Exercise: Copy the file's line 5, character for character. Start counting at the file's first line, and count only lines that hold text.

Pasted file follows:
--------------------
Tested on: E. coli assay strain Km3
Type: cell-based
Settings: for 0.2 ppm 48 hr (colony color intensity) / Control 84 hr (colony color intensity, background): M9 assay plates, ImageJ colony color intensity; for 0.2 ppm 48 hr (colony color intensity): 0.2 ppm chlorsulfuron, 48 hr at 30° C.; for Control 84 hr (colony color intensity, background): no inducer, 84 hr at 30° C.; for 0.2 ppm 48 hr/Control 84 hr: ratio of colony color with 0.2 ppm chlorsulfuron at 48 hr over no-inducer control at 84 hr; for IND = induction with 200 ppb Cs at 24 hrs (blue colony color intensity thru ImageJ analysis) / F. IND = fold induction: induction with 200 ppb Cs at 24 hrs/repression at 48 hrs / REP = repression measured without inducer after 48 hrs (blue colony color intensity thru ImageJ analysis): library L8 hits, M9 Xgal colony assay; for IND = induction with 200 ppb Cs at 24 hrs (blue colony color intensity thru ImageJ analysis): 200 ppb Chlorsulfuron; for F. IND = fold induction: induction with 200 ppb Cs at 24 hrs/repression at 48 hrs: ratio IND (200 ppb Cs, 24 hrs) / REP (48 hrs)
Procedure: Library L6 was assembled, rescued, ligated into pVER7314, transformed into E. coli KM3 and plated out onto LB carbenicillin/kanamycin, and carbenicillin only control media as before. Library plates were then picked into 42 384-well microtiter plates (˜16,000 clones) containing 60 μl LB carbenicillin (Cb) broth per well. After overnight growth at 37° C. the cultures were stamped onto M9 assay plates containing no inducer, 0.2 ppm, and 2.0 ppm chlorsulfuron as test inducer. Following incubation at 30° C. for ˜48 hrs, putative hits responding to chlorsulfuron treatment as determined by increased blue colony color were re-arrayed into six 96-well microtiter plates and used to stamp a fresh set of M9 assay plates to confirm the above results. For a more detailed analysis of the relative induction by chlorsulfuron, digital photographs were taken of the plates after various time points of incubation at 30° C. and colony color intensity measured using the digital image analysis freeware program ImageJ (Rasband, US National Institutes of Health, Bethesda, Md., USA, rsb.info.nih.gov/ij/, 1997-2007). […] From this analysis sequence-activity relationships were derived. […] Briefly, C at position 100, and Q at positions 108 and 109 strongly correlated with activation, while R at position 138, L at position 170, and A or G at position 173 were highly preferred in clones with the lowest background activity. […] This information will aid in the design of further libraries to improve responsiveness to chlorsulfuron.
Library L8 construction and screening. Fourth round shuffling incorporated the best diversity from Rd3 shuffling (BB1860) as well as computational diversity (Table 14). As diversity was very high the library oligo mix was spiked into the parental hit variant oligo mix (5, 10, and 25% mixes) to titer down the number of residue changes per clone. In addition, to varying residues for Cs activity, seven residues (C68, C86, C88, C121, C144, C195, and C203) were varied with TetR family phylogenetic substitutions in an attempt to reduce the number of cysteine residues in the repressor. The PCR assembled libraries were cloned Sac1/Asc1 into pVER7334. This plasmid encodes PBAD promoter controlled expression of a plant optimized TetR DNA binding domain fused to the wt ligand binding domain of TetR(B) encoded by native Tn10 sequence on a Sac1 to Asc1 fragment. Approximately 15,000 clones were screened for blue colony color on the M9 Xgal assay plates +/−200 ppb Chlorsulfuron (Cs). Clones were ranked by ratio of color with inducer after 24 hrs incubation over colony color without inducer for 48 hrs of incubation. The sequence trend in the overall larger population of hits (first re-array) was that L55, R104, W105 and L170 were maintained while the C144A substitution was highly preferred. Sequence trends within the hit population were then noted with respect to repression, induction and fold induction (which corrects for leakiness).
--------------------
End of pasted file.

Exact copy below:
Library L8 construction and screening. Fourth round shuffling incorporated the best diversity from Rd3 shuffling (BB1860) as well as computational diversity (Table 14). As diversity was very high the library oligo mix was spiked into the parental hit variant oligo mix (5, 10, and 25% mixes) to titer down the number of residue changes per clone. In addition, to varying residues for Cs activity, seven residues (C68, C86, C88, C121, C144, C195, and C203) were varied with TetR family phylogenetic substitutions in an attempt to reduce the number of cysteine residues in the repressor. The PCR assembled libraries were cloned Sac1/Asc1 into pVER7334. This plasmid encodes PBAD promoter controlled expression of a plant optimized TetR DNA binding domain fused to the wt ligand binding domain of TetR(B) encoded by native Tn10 sequence on a Sac1 to Asc1 fragment. Approximately 15,000 clones were screened for blue colony color on the M9 Xgal assay plates +/−200 ppb Chlorsulfuron (Cs). Clones were ranked by ratio of color with inducer after 24 hrs incubation over colony color without inducer for 48 hrs of incubation. The sequence trend in the overall larger population of hits (first re-array) was that L55, R104, W105 and L170 were maintained while the C144A substitution was highly preferred. Sequence trends within the hit population were then noted with respect to repression, induction and fold induction (which corrects for leakiness).